Sri Lanka’s First Test Captain Bandula Warnapura Dies At 68

Bandula Warnapura was Sri Lanka’s first Test captain.© Twitter

Sri Lanka’s first Test captain, who was hit with a 25-year ban for leading a rebel cricket team to South Africa in breach of an international boycott, died Monday, his colleagues said. Bandula Warnapura, 68, died of a heart attack after undergoing a leg amputation for complications arising from diabetes, people close to him told AFP. Warnapura captained Sri Lanka’s first Test match in 1982, scoring 38 runs against England. But his international career came to a crashing halt after four Tests, when he led a team of local players to South Africa in 1982, defying a government ban against any sporting contact with the then apartheid regime.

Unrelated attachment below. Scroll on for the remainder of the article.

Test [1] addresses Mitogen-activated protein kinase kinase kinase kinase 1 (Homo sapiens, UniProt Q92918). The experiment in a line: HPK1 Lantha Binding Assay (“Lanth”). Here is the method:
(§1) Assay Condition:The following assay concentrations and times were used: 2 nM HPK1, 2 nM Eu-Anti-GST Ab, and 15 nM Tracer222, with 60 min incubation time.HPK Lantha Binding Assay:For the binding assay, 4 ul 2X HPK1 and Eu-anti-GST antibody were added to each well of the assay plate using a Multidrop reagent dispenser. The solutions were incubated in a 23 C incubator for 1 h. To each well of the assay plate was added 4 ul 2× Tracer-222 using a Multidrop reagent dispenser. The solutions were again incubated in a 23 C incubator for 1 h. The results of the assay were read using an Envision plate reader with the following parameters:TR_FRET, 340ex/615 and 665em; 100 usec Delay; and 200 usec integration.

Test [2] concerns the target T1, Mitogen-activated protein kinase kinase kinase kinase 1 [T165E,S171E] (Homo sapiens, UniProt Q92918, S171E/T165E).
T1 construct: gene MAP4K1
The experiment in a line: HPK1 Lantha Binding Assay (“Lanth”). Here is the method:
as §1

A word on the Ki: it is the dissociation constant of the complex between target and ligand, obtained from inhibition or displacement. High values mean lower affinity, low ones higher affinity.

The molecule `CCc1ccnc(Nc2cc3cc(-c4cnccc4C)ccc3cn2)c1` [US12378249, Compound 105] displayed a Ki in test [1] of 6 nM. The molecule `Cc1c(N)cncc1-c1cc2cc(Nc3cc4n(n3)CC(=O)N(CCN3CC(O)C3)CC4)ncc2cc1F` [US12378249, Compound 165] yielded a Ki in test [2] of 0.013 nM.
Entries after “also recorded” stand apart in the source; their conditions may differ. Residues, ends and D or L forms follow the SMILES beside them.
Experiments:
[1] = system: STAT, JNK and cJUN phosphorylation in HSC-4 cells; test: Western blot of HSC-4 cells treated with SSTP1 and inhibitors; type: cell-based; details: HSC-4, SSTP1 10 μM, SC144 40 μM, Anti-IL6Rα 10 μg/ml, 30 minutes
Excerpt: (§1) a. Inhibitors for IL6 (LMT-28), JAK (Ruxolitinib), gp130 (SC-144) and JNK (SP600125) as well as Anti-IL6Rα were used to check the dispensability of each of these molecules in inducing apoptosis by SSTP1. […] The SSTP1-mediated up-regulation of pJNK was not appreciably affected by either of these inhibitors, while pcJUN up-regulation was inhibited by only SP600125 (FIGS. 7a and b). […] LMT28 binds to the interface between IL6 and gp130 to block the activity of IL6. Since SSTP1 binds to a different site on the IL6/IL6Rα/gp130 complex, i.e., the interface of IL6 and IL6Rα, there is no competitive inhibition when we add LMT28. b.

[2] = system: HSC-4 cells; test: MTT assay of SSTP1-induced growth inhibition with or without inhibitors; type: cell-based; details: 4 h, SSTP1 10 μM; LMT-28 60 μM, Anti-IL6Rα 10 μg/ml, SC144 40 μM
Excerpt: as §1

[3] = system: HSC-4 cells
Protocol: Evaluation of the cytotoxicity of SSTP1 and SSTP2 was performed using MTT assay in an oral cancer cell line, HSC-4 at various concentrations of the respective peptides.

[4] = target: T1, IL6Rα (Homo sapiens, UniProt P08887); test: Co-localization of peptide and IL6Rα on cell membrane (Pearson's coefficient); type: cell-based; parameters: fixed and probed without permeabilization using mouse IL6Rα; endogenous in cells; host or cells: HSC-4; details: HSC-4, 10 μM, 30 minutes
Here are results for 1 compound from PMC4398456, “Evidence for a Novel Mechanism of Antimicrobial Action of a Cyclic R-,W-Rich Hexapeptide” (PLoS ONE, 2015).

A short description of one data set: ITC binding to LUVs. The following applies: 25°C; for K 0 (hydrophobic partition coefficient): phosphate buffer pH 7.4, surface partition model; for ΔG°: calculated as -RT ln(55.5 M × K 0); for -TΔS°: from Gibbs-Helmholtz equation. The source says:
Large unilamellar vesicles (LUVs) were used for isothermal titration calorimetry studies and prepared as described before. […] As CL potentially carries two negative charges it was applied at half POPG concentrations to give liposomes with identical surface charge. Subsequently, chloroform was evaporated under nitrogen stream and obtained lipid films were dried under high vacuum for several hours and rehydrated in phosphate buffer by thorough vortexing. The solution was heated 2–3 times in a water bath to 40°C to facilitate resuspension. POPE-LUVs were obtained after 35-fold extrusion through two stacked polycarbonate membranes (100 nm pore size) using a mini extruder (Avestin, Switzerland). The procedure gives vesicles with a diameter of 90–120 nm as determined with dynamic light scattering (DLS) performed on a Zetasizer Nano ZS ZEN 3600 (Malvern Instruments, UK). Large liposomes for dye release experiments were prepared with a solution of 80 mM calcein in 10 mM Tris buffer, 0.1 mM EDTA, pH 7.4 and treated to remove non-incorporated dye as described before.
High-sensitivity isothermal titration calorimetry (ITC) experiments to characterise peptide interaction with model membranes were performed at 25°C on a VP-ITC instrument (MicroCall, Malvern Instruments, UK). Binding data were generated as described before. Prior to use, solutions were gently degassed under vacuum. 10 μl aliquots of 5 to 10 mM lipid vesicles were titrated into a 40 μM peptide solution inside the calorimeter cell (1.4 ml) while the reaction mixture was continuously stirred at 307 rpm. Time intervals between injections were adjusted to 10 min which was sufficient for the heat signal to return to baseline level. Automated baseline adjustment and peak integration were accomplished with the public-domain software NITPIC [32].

He and other players were banned for 25 years but it was lifted in 1990, allowing Warnapura to take an active role in coaching.

He never played international cricket again after the widely condemned rebel tour known as AROSA Sri Lanka.

Sri Lanka’s former skipper Mahela Jayawardena paid tribute to Warnapura, who was one of his coaches as a young cricketer.


“He coached me at Nalanda (college) and was a steady influence in my growth as a cricketer and a person,” the 44-year-old tweeted.

Another ex-Sri Lankan captain, Sanath Jayasuriya, added that Warnapura would be missed.

“It is a sad day that the first Test captain Bandula Warnapura has played his last innings,” Jayasuriya wrote on Twitter.

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